More Right whales

An early scale model of North Atlantic right whale Phoenix indicates the location of scars on her tail from entanglements with fishing gear. More about the right whale can be found in our Tale of a...
A crew works on creating a life-size, meticulously detailed model of the North Atlantic right whale Phoenix—the “ambassador” of the Smithsonian’s Sant Ocean Hall in the National Museum of Natural...
A view of the injured fluke belonging to Phoenix’s mother, Stumpy. It is not known what caused this injury. It possibly could have been an entanglement. More about whales can be found in our Tale of...
Phoenix rises out of the waters east of Cape Cod, MA, in April 2003. The rough patches of skin (known as callosities) occur in unique patterns on all North Atlantic right whales and help researchers...
This may look like a mane of hair, but it’s actually baleen from a North Atlantic Right Whale. Although it looks soft and furry, dried baleen is quite stiff, which made it useful for creating...
This is North Atlantic right whale #3333 who was spotted with fishing gear trailing from his mouth during an aerial survey off the coast of Georgia on January 29, 2008. Entanglement is one of the...
This early whale was well suited to life at sea. But it also lived on land. An ancestor of the right whale , Maiacetus lived 49-40 million years ago. It had flipper-like limbs and webbed feet, like...
Whalers harpoon a right whale in this 1856 Currier & Ives print.
Since 1987, researchers have been tracking Phoenix. More about whales can be found in our Tale of a whale featured story .
In 1996, at age nine, Phoenix has her first calf (North Atlantic right whale #2605) off the southeast coast of Florida. More about the right whale can be found in our Tale of a Whale featured story .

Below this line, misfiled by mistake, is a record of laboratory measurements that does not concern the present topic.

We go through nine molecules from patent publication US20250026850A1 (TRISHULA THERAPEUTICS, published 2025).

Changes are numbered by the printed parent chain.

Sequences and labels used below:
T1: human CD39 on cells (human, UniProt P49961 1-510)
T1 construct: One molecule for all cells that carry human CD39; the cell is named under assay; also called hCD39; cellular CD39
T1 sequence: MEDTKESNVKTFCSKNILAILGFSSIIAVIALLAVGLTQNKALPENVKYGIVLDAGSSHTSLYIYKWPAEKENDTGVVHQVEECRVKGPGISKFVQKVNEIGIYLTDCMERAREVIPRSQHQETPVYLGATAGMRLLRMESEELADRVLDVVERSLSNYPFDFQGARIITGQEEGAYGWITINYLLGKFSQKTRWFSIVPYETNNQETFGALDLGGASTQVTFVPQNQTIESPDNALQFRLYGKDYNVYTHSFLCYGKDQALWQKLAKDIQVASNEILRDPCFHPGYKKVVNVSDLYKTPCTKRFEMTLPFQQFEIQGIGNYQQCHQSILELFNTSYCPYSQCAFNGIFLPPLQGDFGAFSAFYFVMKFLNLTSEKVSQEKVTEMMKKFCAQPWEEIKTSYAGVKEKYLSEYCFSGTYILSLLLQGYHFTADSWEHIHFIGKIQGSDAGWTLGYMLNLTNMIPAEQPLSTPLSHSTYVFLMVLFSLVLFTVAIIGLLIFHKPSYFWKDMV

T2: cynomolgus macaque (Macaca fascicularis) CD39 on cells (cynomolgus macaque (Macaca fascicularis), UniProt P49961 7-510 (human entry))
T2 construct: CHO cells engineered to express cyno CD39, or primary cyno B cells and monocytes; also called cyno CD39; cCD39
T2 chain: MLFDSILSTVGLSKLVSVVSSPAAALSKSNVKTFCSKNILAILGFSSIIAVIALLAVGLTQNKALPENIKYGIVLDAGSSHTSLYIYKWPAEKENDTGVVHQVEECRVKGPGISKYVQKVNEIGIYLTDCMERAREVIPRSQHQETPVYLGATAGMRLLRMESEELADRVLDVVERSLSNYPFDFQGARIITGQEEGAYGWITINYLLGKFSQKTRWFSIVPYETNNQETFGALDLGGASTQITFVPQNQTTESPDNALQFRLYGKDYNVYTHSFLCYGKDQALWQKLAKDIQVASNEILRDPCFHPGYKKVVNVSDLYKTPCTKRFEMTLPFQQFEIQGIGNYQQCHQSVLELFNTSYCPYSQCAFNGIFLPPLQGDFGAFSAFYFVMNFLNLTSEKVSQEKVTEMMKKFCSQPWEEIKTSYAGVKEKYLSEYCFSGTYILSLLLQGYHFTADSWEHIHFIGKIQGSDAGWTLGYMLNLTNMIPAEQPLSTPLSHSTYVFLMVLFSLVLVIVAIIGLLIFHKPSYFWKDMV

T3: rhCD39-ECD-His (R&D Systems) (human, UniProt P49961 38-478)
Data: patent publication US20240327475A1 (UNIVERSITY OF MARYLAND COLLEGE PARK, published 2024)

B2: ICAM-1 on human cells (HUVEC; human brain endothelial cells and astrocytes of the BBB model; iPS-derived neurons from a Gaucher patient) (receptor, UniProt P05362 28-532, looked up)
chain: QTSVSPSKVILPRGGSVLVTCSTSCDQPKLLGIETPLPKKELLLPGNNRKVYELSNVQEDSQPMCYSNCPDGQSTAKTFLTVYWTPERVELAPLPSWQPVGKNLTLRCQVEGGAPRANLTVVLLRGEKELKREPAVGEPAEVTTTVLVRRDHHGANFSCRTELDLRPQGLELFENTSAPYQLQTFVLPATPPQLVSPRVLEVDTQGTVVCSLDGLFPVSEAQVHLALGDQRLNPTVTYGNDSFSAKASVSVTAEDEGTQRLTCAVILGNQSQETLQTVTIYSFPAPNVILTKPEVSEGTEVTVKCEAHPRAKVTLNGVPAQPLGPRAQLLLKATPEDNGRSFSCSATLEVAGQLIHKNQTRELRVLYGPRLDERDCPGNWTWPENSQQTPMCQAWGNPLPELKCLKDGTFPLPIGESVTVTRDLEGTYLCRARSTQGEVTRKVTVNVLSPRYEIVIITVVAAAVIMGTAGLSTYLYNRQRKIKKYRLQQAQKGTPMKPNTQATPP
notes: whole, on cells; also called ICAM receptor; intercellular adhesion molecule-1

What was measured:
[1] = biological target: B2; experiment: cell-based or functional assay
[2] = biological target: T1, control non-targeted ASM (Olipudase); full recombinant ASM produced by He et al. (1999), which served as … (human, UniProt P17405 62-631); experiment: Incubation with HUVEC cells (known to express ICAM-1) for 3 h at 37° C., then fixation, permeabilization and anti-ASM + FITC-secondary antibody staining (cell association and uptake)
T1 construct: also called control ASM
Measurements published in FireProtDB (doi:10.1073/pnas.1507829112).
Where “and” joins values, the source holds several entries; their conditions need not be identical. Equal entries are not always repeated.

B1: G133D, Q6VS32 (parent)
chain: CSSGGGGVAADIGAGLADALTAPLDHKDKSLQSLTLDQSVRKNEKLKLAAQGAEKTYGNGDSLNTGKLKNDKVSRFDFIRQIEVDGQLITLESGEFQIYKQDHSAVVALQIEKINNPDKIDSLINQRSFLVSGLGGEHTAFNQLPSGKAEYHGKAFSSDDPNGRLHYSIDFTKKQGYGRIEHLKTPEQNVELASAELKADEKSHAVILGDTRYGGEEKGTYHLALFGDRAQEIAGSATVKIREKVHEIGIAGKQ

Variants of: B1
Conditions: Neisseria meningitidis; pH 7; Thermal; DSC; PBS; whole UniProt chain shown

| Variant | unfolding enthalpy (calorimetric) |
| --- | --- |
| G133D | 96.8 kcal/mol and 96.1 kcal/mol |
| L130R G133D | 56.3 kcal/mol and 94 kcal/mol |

A North Atlantic right whale with a deep wound caused by entanglement in fishing gear floats at the surface in the Bay of Fundy on August 1, 1999. Crew members on the International Fund for Animal...
The International Union for the Conservation of Nature ( IUCN ) maintains the Red List of Threatened Species , an inventory of the global conservation status of plants and animals. In a 2010 study ,...
Two North Atlantic right whales ( Eubalaena glacialis ) swim at the surface of the water. Learn more about this species in the North Atlantic Right Whale section.
Since 1987, researchers have been tracking the North Atlantic right whale named Phoenix. More about Phoenix can be found in the Tale of a Whale photo essay .
The fringed baleen plates are easy to observe as this North Atlantic right whale skims the water’s surface while it feeds. Many baleen whales suck in as much water was possible, and then push it out...
Whalers hunted right whales for their blubber, which could be turned into oil to burn in lamps or make soap, and their baleen. Baleen is the series of fringed plates hanging in their mouths that they...
This radio device is used to track North Atlantic right whales. Suction cups hold the device to a whale's back, where it records data such as depth, water, temperature, and underwater sounds. These...
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